Perfect Blue

Perfect Blue is an anime movie in the Perfect Blue Franchise
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As an idol singer attempts to transition toward a career as an actress, her world begins to crumble as people associated with her and her career are murdered one by one.

Singer Mima Kirigoe leaves the pop trio Cham to become a serious actress. Her change in careers causes a slow decline into insanity, as forces conspire to keep her from changing her public persona, to the extent of interfering directly in her private life. Matters aren't helped by a murderous stalker, egged on by e-mails from someone claiming to be the real Mima. Eventually, Mima's hold on reality is thoroughly undermined as she sinks into the mother of all neuroses. And she's not on her own-this film is told from the viewpoints of three characters, and each one of them is going slowly insane.

Based on a novel by Yoshikazu Takeuchi and originally planned as a live-action film, PB features obvious influences from Hitchcock's Vertigo (1958), Stage Fright (1950), and Dario Argento's Suspiria (1977), but it has ultimately a less bleak and more humane agenda. Murai's script, which adds the film-within-a-film Double Bind to really confuse matters, remains one of anime's best since Kazunori Ito's for Patlabor. The obsessive fan stalker, who was merely a red herring in the novel, is given a succession of actual murders to perform in the anime version, though the blurred line between fantasy and reality is one of PB's greatest achievements-the director deliberately cut all transition shots that signified dream sequences or flashbacks, leaving the audience floundering in a confused world cleverly matching the protagonists' own. Kon, the former animator on the surreal Jojo's Bizarre Adventures who created environments full of faux-live-action clutter in Roujin Z, makes a virtue of a limited animation budget, depicting crowd scenes with empty faces and playing up the ghostly pallor of fluorescent lighting. The cinematography is gorgeous, as loving a rendition of real-life contemporary Tokyo as the dark, glittering forward-projection of the city in Akira (whose creator Katsuhiro Otomo has a production credit for introducing the producers to his protégé Kon, although some press releases implied his involvement in PB was far greater). The increasing influence of the Internet and cyber-reality on mass perceptions is seriously examined here (and further explored on TV in Serial Experiments Lain), but PB is also strong on traditional story values-beautifully paced plot development and a craftsman's ability to subvert the conventions of the medium. Most notable and controversial remains a scene in which Mima's character is raped, played out as a pastiche of The Accused (1988) but continually taunting the viewer with the question of whether this time it is really for real. The prosaic movements of lights and camera, and the whispered apologies of the actor playing one of the rapists who has to stay in position during a shooting break, heighten the surreality precisely because they remind us that Mima is being assaulted in a "respectable" professional context-later in the movie, she is attacked for real.

The English version is excellent despite some inevitable losses in translation. Japan may look like every other modern, industrialized, media-led country, but both language and social interaction are hugely important in this tale of fishes out of water. Some of the bowing, scraping, and statement of the obvious (culturally, an attempt to ingratiate oneself by appearing more clueless than the next person) just seems insincere with American voices. Mima's oft-repeated "Who are you?" loses some of its clout when lip-synching considerations force the actress to add a mitigating "Excuse me." The English dub also loses an extra level of emphasis-two scenes when Mima slips into her native dialect, demonstrating to the Japanese audience that not even the girl we see in private is the real Mima. The city girl-next-door whom the fans worship is actually another mask-a pretty country maid who forgets her elocution lessons when Mom phones from back home. This shift is also heard in the film's final line, when Mima announces that she is "herself" at last (and uses her native accent, not the well-spoken Tokyo dialect she's been taught to use on TV). Despite these minor cavils, PB remains one of the best anime of the late 1990s. The remake rights were optioned by director Darren Aronofsky, who lifted a shot from the film (of Mima crouching in her bathtub) for his live-action movie Requiem for a Dream (2000). Director Kon and writer Murai would return with another peek behind dramatic masks: Millennium Actress. Sequences from PB were shown onstage by Madonna as part of her Drowned World concerts in 2001. The live-action movie Perfect Blue: If This Is a Dream Wake Me Up (2002) is based on a later book in the series, and not the one that informed the anime production. LNV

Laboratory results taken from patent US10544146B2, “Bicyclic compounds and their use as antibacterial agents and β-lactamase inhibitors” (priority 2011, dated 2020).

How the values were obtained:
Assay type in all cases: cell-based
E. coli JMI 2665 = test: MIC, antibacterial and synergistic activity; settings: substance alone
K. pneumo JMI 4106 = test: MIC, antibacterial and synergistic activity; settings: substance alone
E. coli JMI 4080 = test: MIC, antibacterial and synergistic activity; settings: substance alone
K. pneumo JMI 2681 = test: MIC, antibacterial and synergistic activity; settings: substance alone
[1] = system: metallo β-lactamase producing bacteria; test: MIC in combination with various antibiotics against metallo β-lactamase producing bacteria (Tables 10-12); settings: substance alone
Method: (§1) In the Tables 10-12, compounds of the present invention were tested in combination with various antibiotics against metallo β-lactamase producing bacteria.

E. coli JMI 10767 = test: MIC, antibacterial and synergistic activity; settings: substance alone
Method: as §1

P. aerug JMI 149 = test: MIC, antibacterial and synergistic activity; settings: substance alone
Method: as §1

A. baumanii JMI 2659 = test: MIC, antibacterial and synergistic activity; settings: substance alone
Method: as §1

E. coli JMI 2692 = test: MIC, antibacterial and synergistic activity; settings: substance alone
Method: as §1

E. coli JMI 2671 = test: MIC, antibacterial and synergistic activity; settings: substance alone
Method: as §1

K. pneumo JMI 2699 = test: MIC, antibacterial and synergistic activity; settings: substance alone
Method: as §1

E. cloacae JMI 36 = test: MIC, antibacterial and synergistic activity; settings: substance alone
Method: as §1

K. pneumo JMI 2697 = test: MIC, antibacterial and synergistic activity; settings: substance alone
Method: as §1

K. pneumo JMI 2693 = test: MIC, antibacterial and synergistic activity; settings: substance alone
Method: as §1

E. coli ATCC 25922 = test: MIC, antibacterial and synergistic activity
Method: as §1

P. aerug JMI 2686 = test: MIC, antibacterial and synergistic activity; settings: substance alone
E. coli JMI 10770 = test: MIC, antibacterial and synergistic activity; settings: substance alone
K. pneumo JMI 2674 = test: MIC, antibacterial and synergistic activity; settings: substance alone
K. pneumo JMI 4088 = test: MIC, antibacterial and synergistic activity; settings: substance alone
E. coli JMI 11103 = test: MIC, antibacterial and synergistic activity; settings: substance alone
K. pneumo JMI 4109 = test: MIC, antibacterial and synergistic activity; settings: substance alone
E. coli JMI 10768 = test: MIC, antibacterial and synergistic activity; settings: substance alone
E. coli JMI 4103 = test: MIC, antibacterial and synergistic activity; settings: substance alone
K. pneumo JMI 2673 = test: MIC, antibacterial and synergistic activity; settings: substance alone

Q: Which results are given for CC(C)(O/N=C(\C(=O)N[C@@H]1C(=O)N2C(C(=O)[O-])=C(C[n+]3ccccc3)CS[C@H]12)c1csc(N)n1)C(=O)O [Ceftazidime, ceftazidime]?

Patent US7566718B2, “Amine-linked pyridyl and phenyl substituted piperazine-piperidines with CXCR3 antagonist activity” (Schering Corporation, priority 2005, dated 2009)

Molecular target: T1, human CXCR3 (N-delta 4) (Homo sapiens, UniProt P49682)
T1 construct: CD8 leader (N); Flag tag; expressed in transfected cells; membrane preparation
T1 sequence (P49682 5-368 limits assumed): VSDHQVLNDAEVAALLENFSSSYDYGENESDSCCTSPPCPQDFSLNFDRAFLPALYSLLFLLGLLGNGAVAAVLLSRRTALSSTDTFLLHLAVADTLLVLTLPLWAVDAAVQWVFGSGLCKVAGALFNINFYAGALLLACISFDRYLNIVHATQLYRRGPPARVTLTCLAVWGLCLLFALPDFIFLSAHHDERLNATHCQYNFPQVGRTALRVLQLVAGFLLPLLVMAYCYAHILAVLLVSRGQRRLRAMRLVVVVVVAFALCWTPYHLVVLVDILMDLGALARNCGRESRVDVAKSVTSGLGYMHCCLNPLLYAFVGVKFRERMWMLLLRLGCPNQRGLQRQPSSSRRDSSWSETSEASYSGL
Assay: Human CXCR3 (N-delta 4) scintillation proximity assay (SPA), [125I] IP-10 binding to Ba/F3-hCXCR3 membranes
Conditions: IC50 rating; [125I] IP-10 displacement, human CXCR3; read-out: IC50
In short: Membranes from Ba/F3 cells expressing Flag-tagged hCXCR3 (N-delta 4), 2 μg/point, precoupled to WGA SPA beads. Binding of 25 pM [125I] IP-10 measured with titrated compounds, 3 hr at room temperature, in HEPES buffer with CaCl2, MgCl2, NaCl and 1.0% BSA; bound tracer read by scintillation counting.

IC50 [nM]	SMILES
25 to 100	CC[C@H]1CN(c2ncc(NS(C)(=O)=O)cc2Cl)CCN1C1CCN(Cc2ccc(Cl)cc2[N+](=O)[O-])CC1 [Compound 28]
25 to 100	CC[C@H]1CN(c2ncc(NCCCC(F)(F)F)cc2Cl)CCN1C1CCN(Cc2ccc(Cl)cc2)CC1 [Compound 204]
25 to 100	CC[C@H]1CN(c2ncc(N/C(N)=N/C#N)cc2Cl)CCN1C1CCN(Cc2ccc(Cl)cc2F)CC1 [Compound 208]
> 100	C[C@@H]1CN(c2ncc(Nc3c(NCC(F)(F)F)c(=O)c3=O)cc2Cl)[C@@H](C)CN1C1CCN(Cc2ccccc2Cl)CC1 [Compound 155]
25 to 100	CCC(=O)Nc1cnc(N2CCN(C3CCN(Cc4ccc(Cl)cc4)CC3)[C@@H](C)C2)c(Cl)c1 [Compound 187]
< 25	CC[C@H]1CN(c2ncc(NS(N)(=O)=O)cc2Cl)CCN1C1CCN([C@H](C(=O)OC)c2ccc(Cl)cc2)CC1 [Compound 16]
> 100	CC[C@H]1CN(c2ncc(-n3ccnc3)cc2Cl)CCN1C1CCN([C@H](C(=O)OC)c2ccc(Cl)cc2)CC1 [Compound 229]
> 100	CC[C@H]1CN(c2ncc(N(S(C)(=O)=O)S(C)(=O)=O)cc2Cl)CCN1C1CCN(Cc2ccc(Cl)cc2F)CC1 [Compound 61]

Characters & Voice Actors

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Mima Kirigoe ( x ) ( x ) ( x )
Bridget Hoffman ( x ) ( x ) ( x ) (English)
Junko Iwao ( x ) ( x ) ( x ) (Japanese)
Rumi Hikada ( x ) ( x ) ( x )
Wendee Lee ( x ) ( x ) ( x ) (English)
Rica Matsumoto ( x ) ( x ) ( x ) (Japanese)
Me-Mania ( x ) ( x ) ( x )

Credits

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Satoshi Kon Director Famous Anime Director Notable for his Realistic Character Designs and Psychological Storytelling

Original US Poster Art

General Information Edit
Name: Perfect Blue
Release Date: Aug. 20, 1999
Name: パーフェクトブルー
Romaji: Pāfekuto Burū
Release Date: July 1, 1997
Rating: R
Runtime: 82 (mins)
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